This PhD focusses on development and application of statistical methods. Specifically, the student will investigate how linked disease registry data can be suitably matched to control populations using published statistics and large-scale EHRs (e.g. from primary care) to address questions of excess rates of comorbidity following diagnosis and intervention for CVD. The student will build on research undertaken in the Biostatistics Research Group in relative survival analyses and multistate modelling.
Dr Michael Sweeting
Professor Paul Lambert
As a result of improvements in treatments and management of cardiovascular disease (CVD), patients are now living longer but with a potentially higher risk of developing comorbidities. A large population of patients now live with both CVD and cancer but there is limited data concerning the interplay between these two conditions. Control populations are required to address questions of excess rates of disease in a cohort. At an individual level, it is not possible to ascertain whether a subsequent event (e.g. a cancer diagnosis) is caused by the patient having CVD or not. However, at an aggregate level it is possible to compare the rate at which events occur in the CVD cohort with the rate in a control group free of CVD.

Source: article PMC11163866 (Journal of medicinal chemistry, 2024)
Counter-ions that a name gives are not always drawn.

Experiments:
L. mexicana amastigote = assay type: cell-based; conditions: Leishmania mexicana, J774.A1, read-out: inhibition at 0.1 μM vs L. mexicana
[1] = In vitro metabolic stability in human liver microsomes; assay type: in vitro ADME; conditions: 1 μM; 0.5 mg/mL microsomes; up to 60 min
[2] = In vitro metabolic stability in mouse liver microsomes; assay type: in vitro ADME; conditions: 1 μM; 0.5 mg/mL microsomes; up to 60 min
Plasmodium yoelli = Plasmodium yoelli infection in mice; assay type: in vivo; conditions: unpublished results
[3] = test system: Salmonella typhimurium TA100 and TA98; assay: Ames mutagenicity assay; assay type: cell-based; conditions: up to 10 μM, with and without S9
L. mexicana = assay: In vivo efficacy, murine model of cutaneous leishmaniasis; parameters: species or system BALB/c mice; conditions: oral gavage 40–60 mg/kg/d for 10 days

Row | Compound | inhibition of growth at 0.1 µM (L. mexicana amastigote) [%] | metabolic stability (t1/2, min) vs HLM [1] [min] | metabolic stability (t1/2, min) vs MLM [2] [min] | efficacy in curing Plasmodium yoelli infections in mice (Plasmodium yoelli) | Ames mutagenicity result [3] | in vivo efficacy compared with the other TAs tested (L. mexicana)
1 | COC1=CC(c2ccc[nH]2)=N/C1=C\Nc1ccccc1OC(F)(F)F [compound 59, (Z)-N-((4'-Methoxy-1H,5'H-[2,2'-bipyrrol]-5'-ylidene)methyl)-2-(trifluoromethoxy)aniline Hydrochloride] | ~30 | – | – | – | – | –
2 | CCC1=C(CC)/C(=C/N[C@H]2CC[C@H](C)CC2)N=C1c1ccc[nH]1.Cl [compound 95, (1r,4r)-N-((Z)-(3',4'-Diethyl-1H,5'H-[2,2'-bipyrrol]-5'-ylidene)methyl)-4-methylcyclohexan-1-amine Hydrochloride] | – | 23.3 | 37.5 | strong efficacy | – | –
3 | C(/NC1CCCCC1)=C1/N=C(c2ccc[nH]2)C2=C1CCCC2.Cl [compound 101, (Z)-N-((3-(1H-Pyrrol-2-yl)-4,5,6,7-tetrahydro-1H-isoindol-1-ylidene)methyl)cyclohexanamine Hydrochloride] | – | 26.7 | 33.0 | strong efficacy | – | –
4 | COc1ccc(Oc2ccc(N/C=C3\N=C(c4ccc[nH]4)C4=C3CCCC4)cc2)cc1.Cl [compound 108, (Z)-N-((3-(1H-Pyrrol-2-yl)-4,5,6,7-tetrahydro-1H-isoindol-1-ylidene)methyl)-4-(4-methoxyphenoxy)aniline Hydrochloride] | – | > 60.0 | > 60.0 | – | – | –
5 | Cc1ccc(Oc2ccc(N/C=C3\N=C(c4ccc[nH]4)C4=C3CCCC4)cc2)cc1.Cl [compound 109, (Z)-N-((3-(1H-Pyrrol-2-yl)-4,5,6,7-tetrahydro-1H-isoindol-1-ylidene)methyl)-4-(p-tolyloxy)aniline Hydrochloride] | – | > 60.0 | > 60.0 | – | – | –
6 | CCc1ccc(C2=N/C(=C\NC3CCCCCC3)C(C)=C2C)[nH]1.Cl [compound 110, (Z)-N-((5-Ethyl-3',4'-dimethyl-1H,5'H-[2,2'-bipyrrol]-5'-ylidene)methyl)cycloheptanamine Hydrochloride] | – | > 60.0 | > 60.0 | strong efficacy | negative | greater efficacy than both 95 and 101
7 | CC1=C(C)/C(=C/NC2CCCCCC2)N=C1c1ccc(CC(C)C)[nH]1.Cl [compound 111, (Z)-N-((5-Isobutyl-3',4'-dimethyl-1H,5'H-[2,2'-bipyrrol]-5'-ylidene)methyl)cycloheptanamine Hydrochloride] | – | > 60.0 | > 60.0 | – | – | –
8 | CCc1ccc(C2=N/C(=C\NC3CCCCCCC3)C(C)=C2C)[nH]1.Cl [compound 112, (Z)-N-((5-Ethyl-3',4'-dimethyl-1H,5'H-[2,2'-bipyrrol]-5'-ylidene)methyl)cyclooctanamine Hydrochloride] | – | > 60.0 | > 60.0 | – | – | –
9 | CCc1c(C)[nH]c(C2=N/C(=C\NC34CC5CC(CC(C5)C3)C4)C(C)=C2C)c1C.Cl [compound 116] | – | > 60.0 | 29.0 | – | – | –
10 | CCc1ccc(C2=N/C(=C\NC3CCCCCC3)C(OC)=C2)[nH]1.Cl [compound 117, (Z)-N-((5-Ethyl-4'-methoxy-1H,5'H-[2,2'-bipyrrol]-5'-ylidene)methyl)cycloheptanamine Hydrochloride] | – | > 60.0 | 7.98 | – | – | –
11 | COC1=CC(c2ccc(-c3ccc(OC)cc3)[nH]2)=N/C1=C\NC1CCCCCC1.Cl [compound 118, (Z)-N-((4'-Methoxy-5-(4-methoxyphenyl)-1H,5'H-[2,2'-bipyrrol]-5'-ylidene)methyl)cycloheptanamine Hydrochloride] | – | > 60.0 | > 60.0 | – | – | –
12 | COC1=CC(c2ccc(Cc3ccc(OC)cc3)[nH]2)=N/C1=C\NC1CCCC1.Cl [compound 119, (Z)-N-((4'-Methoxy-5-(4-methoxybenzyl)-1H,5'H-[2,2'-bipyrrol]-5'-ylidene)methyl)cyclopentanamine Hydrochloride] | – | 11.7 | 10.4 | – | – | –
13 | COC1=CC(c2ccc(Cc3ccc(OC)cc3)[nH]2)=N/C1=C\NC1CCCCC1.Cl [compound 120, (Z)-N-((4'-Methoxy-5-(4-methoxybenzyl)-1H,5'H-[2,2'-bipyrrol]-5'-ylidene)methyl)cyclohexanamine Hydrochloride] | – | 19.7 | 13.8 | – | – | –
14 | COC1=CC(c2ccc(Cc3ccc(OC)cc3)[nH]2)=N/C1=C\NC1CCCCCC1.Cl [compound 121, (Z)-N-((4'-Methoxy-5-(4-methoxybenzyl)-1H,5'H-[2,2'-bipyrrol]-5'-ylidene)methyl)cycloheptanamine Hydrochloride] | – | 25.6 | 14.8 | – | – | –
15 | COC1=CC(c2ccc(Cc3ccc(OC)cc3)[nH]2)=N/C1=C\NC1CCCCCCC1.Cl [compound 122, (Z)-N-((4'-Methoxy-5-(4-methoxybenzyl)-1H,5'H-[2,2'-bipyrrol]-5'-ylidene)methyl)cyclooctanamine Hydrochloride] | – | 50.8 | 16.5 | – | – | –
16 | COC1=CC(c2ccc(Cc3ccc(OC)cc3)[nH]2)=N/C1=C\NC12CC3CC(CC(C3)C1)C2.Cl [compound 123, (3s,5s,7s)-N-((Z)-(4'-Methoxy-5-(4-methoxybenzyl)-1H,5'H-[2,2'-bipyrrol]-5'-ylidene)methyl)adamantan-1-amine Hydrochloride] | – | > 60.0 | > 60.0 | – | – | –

In this project the student will investigate different approaches to using control group data, either utilising published population statistics or using individual patient data from large scale electronic health records, for estimating excess rates of morbidity and mortality. The advantages and disadvantages of each approach will be formally investigated. Survival analysis methods, including the use of multistate and relative survival models, will be used to calculate clinically useful quantities such as expected years of life lost due to comorbidities. The student will be encouraged to develop free-to-use software and provide web implementation of clinically relevant metrics to disseminate their research.
This project will provide the student with a comprehensive Biostatistical and Epidemiological scientific education, including training in Statistical Programming and
Applied Research. The work will be conducted in the Biostatistics Research Group at the University of Leicester, with direct supervisory input from Dr Michael Sweeting, and second supervisor Professor Paul Lambert.